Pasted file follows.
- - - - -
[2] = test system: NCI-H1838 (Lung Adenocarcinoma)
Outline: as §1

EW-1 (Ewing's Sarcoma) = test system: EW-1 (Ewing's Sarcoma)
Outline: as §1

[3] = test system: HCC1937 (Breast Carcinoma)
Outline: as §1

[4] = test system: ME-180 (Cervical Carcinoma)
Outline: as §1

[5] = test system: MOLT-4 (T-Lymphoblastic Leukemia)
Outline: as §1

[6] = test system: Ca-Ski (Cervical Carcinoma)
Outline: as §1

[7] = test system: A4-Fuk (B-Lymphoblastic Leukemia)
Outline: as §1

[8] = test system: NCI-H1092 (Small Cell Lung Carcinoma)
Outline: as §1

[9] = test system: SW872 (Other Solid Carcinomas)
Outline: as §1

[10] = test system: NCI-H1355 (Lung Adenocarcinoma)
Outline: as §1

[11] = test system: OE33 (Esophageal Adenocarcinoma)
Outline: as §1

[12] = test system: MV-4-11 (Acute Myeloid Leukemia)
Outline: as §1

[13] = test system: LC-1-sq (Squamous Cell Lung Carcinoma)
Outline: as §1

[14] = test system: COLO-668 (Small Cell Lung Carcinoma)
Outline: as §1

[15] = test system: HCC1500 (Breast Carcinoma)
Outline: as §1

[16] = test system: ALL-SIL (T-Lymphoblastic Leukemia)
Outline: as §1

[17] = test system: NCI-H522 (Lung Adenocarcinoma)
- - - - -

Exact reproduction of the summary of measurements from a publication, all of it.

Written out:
[2] = test system: NCI-H1838 (Lung Adenocarcinoma)
Outline: as §1

EW-1 (Ewing's Sarcoma) = test system: EW-1 (Ewing's Sarcoma)
Outline: as §1

[3] = test system: HCC1937 (Breast Carcinoma)
Outline: as §1

[4] = test system: ME-180 (Cervical Carcinoma)
Outline: as §1

[5] = test system: MOLT-4 (T-Lymphoblastic Leukemia)
Outline: as §1

[6] = test system: Ca-Ski (Cervical Carcinoma)
Outline: as §1

[7] = test system: A4-Fuk (B-Lymphoblastic Leukemia)
Outline: as §1

[8] = test system: NCI-H1092 (Small Cell Lung Carcinoma)
Outline: as §1

[9] = test system: SW872 (Other Solid Carcinomas)
Outline: as §1

[10] = test system: NCI-H1355 (Lung Adenocarcinoma)
Outline: as §1

[11] = test system: OE33 (Esophageal Adenocarcinoma)
Outline: as §1

[12] = test system: MV-4-11 (Acute Myeloid Leukemia)
Outline: as §1

[13] = test system: LC-1-sq (Squamous Cell Lung Carcinoma)
Outline: as §1

[14] = test system: COLO-668 (Small Cell Lung Carcinoma)
Outline: as §1

[15] = test system: HCC1500 (Breast Carcinoma)
Outline: as §1

[16] = test system: ALL-SIL (T-Lymphoblastic Leukemia)
Outline: as §1

[17] = test system: NCI-H522 (Lung Adenocarcinoma)